Before starting the novel A Simple Favor, I had read some comments on the internet suggesting that it was getting mixed and often not positive reactions from readers. However, knowing that a movie adaptation with Blake Lively and Anna Kendrick was about to premiere, I thought the novel on which it was based was worth a chance.
I listened to A Simple Favor in audiobook format because I think audiobooks lend themselves particularly well to the psychological thriller genre. The suspense and clues peppered throughout this kind of novel are captivating enough that they’re able to keep my attention while driving.
Unfortunately, I really didn’t like the novel. You can read about my full reasons below, but essentially it was bad enough that it kind of felt like it was poking fun of the psychological thriller genre without realizing it. I didn’t know what to expect from the movie, as a result, but I ended up really liking the film. If you haven’t seen it yet, you definitely should make the time to!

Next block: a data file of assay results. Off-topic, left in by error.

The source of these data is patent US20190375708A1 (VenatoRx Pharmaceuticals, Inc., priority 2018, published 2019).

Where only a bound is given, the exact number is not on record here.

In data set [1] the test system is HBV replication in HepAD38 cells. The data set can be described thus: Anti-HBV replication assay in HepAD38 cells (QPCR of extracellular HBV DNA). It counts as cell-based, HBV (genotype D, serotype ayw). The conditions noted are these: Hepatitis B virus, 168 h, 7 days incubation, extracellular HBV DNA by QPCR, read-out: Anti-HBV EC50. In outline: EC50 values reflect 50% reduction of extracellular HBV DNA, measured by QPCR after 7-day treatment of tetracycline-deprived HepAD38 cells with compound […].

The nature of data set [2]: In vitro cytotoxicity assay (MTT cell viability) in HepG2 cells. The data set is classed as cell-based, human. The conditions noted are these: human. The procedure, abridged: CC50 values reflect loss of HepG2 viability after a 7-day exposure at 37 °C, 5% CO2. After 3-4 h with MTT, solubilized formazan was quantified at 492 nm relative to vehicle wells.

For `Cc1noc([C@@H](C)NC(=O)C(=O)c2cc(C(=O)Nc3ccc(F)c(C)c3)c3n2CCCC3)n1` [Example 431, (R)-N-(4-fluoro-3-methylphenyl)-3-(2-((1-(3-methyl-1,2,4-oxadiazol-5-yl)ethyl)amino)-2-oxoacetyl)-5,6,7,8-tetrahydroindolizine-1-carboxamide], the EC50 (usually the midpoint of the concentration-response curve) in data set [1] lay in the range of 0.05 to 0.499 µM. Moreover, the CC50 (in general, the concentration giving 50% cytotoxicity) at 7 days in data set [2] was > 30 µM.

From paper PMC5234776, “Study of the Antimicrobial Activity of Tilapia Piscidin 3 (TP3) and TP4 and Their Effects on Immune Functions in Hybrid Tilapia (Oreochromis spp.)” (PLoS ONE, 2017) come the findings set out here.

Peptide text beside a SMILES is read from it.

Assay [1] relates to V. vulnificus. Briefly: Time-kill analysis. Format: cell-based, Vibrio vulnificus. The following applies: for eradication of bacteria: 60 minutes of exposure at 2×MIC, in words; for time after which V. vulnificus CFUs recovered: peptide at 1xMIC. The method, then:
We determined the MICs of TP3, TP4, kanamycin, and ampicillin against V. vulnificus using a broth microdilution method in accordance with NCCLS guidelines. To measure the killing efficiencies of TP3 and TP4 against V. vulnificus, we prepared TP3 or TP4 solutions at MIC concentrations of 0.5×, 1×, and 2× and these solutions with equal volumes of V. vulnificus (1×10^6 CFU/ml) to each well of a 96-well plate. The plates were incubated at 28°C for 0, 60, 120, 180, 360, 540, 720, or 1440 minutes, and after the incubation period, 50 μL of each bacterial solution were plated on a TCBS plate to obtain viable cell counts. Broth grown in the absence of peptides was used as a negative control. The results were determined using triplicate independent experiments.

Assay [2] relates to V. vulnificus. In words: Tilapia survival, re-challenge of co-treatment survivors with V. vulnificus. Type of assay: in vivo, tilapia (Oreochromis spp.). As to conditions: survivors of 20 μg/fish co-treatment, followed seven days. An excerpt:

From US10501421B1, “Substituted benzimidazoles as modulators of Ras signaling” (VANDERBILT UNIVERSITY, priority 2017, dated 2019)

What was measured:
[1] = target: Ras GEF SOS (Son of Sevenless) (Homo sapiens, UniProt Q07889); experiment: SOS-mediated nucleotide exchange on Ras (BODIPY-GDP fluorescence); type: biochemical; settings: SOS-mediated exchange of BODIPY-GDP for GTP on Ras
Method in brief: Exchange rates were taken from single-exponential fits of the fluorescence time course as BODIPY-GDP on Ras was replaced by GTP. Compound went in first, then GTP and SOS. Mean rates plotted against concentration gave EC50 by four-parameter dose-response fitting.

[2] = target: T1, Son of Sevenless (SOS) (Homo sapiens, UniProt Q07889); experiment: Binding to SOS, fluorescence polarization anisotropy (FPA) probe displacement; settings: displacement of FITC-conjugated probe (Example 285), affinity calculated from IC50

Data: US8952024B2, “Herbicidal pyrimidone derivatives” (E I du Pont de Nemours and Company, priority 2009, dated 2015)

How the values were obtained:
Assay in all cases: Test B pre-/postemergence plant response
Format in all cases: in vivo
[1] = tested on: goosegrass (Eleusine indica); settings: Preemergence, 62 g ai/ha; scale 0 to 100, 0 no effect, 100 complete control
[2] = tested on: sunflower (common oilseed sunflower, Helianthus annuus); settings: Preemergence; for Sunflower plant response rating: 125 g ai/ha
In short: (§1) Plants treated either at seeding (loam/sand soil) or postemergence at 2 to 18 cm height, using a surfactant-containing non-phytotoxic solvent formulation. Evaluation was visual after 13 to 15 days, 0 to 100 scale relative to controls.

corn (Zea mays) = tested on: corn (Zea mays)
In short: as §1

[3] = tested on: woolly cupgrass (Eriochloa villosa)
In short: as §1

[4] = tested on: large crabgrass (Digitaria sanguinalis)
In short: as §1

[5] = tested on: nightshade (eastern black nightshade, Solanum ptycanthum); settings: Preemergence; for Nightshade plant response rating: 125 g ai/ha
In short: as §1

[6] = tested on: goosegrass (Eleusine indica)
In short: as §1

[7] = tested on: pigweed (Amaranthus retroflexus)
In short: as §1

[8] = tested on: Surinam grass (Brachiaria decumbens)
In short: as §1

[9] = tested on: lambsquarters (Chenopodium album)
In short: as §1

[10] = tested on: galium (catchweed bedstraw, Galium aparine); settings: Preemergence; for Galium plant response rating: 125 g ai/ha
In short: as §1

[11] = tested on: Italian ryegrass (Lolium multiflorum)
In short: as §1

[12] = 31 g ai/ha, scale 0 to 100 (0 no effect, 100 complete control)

The film version of A Simple Favor is actually quite different from the novel, so it’s not surprising that the film succeeds where the novel does not. Many elements were varied in the movie version, from the character’s backstories, to major and minor plot points, to the nature of the protagonist’s themselves and finally to a much more believable and satisfying ending.
Where the novel felt like an unintentional parody of psychological thrillers due to its garish character portrayal and predictable plot lines, the movie leans into this campy and overdone feeling, playing up Stephanie and Emily’s caricatured nature in a way that ends up being both compelling and humorous.